San Francisco’s Antonio Gamero dedicated nearly a year to a transaction
so a group of nuns could continue their mission and feed the hungry.
By Camille Wilson
It was late in the afternoon on St. Patrick’s Day 2016, a Friday, and Antonio Gamero was finishing a long day at RE/MAX Futura in San Francisco. He was ready to leave for the evening when fate revealed a different plan. Two French nuns entered the office.
“I thought, ‘I don’t want to talk about religion right now,’ but I quickly realized this was different. They told me who they were and that they needed a new location for their soup kitchen, which feeds hundreds of homeless people each week,” says Gamero, a relatively new agent who joined RE/MAX in 2015. “I was all-in from the start. We began working on it right away.”
The nuns, part of the Fraternite Notre Dame order, had been faced with eviction from their Tenderloin-area facility earlier in the year, after their landlord increased their rent by more than 50 percent. Their plight had been covered in the newspaper, where it caught the attention of renowned motivational speaker Tony Robbins. Robbins agreed to cover the costs of a new location – initially as a rental and eventually as a purchase, so the nuns would avoid the threat of another eviction down the road.
For the next few weeks, Gamero and JB Lorda, a French-speaking colleague at RE/MAX Futura, helped the sisters look at buildings for sale in San Francisco’s Mission District. Unfortunately, prices in the area were simply too high. Scaling back from the idea of buying an entire building, the agents found a reasonably priced, 1,430-square-foot commercial condo unit, which the sisters thought would be perfect for the soup kitchen.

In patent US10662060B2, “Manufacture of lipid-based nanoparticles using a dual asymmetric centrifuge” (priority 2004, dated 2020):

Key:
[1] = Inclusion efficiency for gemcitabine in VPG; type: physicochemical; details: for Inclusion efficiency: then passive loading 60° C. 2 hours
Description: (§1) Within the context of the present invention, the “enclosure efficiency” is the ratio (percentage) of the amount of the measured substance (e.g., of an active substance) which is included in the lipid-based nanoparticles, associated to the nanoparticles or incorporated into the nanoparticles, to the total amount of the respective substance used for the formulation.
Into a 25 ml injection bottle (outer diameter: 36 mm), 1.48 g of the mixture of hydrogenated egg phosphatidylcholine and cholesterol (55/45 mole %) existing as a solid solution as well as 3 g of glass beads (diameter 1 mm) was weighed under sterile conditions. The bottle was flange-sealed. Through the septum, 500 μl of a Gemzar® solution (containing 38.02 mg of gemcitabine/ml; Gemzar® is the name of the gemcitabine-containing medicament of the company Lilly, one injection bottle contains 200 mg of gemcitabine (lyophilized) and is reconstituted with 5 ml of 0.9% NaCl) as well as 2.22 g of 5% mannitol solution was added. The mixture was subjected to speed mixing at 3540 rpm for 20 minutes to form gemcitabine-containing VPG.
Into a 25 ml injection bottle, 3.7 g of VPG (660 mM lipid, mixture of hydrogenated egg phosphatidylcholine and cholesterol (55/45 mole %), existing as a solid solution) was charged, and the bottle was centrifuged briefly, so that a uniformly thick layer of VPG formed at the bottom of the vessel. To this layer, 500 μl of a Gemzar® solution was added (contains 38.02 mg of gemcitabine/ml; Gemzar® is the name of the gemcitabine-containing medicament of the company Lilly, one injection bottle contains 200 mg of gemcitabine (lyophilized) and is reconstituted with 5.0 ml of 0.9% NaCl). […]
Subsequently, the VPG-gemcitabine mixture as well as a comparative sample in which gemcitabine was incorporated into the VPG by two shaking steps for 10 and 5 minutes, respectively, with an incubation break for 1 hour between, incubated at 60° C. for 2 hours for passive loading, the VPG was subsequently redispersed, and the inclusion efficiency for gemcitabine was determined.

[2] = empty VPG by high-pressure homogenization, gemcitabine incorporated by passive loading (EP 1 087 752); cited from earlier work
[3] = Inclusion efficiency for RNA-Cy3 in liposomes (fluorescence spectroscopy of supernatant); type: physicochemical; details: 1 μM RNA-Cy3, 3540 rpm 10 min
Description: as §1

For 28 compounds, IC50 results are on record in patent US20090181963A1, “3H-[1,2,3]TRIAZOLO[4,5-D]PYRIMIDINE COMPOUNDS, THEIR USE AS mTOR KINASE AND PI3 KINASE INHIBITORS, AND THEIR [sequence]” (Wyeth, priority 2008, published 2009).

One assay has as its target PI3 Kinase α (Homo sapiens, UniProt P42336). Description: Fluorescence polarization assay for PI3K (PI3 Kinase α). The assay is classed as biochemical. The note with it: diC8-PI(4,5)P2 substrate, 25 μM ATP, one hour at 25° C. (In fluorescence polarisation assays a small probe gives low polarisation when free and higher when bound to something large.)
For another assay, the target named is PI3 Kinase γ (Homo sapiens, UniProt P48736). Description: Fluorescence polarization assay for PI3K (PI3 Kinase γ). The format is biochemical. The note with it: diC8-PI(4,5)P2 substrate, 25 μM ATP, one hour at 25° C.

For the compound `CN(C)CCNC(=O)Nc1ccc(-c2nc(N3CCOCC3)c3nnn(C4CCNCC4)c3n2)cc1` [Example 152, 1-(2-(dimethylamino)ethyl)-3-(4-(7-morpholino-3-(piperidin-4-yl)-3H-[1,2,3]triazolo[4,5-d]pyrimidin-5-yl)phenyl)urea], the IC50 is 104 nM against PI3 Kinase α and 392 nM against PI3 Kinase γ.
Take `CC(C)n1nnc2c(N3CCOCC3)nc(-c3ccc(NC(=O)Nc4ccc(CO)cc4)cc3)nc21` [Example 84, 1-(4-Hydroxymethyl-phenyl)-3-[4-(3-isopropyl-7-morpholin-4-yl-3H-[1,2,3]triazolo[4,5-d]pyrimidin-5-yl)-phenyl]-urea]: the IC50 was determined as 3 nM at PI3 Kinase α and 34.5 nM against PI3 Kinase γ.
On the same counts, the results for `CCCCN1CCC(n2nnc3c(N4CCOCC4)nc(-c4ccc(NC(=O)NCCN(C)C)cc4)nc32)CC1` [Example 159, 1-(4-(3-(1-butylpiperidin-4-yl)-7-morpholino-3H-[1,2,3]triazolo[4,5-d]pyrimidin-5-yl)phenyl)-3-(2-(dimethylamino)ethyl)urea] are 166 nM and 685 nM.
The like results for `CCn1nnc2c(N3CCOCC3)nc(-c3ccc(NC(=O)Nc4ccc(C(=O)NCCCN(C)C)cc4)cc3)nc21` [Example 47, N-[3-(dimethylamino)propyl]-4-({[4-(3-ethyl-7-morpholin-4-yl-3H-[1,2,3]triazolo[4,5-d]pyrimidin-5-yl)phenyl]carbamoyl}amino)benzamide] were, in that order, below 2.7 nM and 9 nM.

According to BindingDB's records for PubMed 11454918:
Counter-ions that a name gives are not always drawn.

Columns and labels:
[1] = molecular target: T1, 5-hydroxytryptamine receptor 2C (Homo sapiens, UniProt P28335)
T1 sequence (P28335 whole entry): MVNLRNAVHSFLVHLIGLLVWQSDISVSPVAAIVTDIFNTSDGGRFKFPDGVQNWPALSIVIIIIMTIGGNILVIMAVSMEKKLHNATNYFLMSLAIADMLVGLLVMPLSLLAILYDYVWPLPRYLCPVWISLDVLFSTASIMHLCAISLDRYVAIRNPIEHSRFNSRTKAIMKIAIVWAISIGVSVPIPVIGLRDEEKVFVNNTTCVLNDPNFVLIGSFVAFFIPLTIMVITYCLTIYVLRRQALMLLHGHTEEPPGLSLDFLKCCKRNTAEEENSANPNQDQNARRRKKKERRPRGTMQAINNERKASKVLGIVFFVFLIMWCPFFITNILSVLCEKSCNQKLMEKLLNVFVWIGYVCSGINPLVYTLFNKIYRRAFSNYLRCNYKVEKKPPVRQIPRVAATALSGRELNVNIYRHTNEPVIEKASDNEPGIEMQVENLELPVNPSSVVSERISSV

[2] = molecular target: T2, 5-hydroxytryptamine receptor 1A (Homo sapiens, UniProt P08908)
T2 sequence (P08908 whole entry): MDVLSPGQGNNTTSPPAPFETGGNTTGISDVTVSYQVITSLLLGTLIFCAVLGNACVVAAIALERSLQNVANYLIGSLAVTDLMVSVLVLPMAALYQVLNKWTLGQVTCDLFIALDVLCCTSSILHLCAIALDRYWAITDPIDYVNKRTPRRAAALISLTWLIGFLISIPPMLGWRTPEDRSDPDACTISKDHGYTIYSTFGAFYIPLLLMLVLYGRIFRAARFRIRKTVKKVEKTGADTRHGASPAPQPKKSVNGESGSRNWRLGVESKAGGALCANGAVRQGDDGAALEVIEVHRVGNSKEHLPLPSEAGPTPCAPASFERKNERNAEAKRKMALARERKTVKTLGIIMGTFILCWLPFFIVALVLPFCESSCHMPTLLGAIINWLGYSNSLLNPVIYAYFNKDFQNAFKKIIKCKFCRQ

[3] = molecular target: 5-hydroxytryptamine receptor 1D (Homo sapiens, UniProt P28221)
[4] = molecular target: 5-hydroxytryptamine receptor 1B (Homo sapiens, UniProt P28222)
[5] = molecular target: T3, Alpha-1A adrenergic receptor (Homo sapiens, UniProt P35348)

Gamero, on Robbins’ behalf, made an offer, and the property was soon under contract.
And then the trouble started.
Immediately after the contracts were signed, neighbors began protesting the soup kitchen’s impending arrival. Condo residents and the homeowner’s association feared the facility would attract more homeless people to the area and hurt their property values. They took steps to stop the sale.
The resulting battle lasted nearly a year.
The HOA demanded the offer be rescinded and tried to block the unit’s use as a soup kitchen, claiming it violated the building’s rules and regulations. The seller threatened to pull the deal based on the extended time it was going to require. Politicians weighed in on both sides. And the city got involved, although zoning guidelines provided little clarity.
The team advocating for the sisters refused to back down. The nuns, the Tony Robbins Foundation, Gamero and his colleagues at RE/MAX Futura, a land-use attorney, and a variety of supporters fought a complex, emotional legal dispute.
The matter eventually reached the San Francisco Planning Commission. At a packed-room public hearing at City Hall, it voted 6-0 to approve the soup kitchen’s move into the neighborhood. The transaction officially closed in February 2017.
Gamero was involved for reasons both professional and personal. Growing up, he’d seen his parents’ commitment to outreach programs and helping others, and he respected the value of the work done by the nuns. He also understood his responsibility as the sisters’ agent and, fueled by the collaborative support of his RE/MAX colleagues, was determined to see their interests served.
“My grandfather’s advice to me was, ‘Don’t come home until you get the job done,’” Gamero says. “That’s how I approach everything in my real estate career.”
Many agents would have given up, says Mariola Bak, managing director at RE/MAX Futura, who describes Gamero as committed, patient and determined.
“Antonio stuck with the nuns. I’m proud of his efforts,” Bak says. “The seller even refused to pay commissions, so he did all that work pro bono. It was an incredible thing to watch and be part of.”
Ultimately, Gamero says, the sisters and their faith are the real story.
“The driving force behind all of this was spiritual. The sisters are loving and compassionate, but also very strong in standing up for what’s right,” Gamero says. “It was inspiring just to be in their presence.”